Thursday, May 23, 2013

From the Internet

It started innocuously enough. Two years ago Summer, one of my former students and now shopping pal gloated she had bought her new bag ‘from the internet’. I’m sure that is a direct translation from Chinese meaning ‘I bought it online’. Obviously one does not buy from the Internet.

The Chinese have taken to shopping online with a gleeful enthusiasm. In fact, the most modern gadgets or stylish clothing is featured only online. To wit: I have been searching for a floor lamp for about 2 months, since I rearranged my living room. Nowhere have I been able to find one. Over lunch the other day I asked Gary if he had any suggestions of where to look. He immediately pulled out his phone, logged into his preferred shopping site and pulled up several attractive floor lamps for sale. Had I wanted to, a few taps on the screen and a few bills exchanged from my hand to his, I could have been the proud owner of any number of floor lamps.

Starting last winter, during Spring Festival’s peak travel period, one could buy train tickets online. Now all sorts of travel tickets are available to the online customer. In fact, that is the preferred method of securing passage, encouraged by the government. One can still head to the train station or any train ticket satellite outlet to purchase a ‘piao’ (pronounced ‘pee-ow’, meaning ticket), but that is mostly for the internet challenged or those that do not have access, such as migrant workers.

And for travelers like me. I can now read enough Chinese to navigate a ticket purchase online but my bank card will not allow online purchases. When I attempt to pay for anything from cellphone minutes to a cute doodad spotted on TaoBao or Alibaba – China’s two premier online shopping sites, I get the message that there is a discrepancy with the name on my bank account.

There are several ways around that, the easiest being to simply open an account of my own, preferably at another bank, and to manually deposit funds there. My primary bank account was set up by the school, as specified by my contract, to credit my pay and debit for utilities. Any changes to that account must be done by the school’s manager of foreign affairs.  

A small aside: I’m a bit worried about the utilities debit. Since I’ve lived here I’ve not paid for electricity or water, as per my contract. Sam suspects that my utility usage might be rolled in to the cost of utilities for the admin buildings right in front of my building. I’m worried that the mistake will be discovered and I will soon be hit with a massive debit for all utilities I’ve consumed since living here. I keep urging Sam to get the powers that be to study the issue and make reparations now rather than later, when I would owe thousands of Yuan. I think he’s secretly laughing at me and prolonging my good fortune by not reporting the discrepancy. We’ll leave that one alone and let the chips fall where they may, being as there is not much I can do about it other than report it to Sam.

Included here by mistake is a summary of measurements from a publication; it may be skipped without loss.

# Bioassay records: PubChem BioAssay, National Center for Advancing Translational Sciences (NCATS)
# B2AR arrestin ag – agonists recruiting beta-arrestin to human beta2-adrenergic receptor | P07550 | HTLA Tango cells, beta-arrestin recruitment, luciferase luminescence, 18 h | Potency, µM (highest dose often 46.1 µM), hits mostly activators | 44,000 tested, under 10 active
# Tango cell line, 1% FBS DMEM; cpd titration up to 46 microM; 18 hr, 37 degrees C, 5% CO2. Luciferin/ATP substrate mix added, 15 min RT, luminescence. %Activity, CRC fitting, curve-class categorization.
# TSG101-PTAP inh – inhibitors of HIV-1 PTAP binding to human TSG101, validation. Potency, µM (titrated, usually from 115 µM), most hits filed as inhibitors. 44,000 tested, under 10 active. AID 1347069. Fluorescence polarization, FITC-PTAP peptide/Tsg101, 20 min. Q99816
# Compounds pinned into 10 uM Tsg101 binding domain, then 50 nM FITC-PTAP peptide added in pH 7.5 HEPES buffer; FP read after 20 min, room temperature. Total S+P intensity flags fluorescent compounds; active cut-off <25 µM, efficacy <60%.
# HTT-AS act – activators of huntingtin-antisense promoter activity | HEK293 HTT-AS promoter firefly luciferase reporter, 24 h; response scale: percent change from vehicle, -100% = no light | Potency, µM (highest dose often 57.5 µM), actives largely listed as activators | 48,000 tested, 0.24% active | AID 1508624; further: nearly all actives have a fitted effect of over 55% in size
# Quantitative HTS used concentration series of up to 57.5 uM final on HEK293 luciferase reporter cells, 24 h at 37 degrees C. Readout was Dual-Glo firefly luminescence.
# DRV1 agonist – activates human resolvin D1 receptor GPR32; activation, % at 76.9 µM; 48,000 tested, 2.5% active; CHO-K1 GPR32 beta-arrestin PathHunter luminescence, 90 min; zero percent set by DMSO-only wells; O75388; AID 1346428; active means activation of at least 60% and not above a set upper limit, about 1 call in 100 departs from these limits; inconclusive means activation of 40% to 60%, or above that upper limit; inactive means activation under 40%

Back to online shopping.

That is not a new global phenomenon. Even while still living in the States several sales people told me while out shopping that brick and mortar stores carry only mainstream sizes and if I wanted clothes or shoes to fit me I would have to buy them online. On my yearly returns stateside, more and more I am hearing that same refrain during my stock up shopping ventures.

The problem is that I am of extraordinary size. Girthwise I’m about a 14, with a shoe size of (men’s) 10 1/2. Women’s shoes remain out of reach for the most part. As reported in The Quest for Shoes, posted August of 2010 I am virtually impossible to fit. So, even though I might wear a mainstream size 14 or less at my waist, at 6’ in height I tower over the average person, male or female. Finding clothes long enough is the challenge.

Shopping online may be all well and good for retailers and the average customer but, with my dimensions I really need to try things on, more so than the average size 8 shopper with normal feet. I understand that I can always return my purchases if they don’t fit. But imagine the aggravation or constantly ordering online, waiting for delivery, finding out my selections don’t fit or don’t look as good on me as I thought they might, and then having to send them back, wait for a credit to my bank account, shop anew, repeat cycle.